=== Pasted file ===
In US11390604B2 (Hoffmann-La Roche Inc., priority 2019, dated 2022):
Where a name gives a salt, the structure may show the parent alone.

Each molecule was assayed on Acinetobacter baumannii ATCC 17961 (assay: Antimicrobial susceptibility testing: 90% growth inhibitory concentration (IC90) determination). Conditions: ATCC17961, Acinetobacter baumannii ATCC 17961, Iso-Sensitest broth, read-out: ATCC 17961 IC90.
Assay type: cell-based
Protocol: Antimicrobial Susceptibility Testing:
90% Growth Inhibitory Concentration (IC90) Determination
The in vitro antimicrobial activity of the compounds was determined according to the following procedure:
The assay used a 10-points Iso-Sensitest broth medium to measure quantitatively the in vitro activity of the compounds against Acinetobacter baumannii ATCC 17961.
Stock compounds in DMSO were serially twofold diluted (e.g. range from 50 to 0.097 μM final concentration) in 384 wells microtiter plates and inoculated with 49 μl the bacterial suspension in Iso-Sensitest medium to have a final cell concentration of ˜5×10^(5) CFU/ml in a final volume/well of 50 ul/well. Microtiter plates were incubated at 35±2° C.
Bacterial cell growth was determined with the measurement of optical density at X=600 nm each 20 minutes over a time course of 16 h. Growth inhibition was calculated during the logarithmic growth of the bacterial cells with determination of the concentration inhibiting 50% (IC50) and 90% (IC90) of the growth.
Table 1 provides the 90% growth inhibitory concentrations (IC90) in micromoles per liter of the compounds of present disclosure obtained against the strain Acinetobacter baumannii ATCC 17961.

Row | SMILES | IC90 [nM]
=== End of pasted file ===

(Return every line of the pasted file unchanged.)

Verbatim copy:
In US11390604B2 (Hoffmann-La Roche Inc., priority 2019, dated 2022):
Where a name gives a salt, the structure may show the parent alone.

Each molecule was assayed on Acinetobacter baumannii ATCC 17961 (assay: Antimicrobial susceptibility testing: 90% growth inhibitory concentration (IC90) determination). Conditions: ATCC17961, Acinetobacter baumannii ATCC 17961, Iso-Sensitest broth, read-out: ATCC 17961 IC90.
Assay type: cell-based
Protocol: Antimicrobial Susceptibility Testing:
90% Growth Inhibitory Concentration (IC90) Determination
The in vitro antimicrobial activity of the compounds was determined according to the following procedure:
The assay used a 10-points Iso-Sensitest broth medium to measure quantitatively the in vitro activity of the compounds against Acinetobacter baumannii ATCC 17961.
Stock compounds in DMSO were serially twofold diluted (e.g. range from 50 to 0.097 μM final concentration) in 384 wells microtiter plates and inoculated with 49 μl the bacterial suspension in Iso-Sensitest medium to have a final cell concentration of ˜5×10^(5) CFU/ml in a final volume/well of 50 ul/well. Microtiter plates were incubated at 35±2° C.
Bacterial cell growth was determined with the measurement of optical density at X=600 nm each 20 minutes over a time course of 16 h. Growth inhibition was calculated during the logarithmic growth of the bacterial cells with determination of the concentration inhibiting 50% (IC50) and 90% (IC90) of the growth.
Table 1 provides the 90% growth inhibitory concentrations (IC90) in micromoles per liter of the compounds of present disclosure obtained against the strain Acinetobacter baumannii ATCC 17961.

Row | SMILES | IC90 [nM]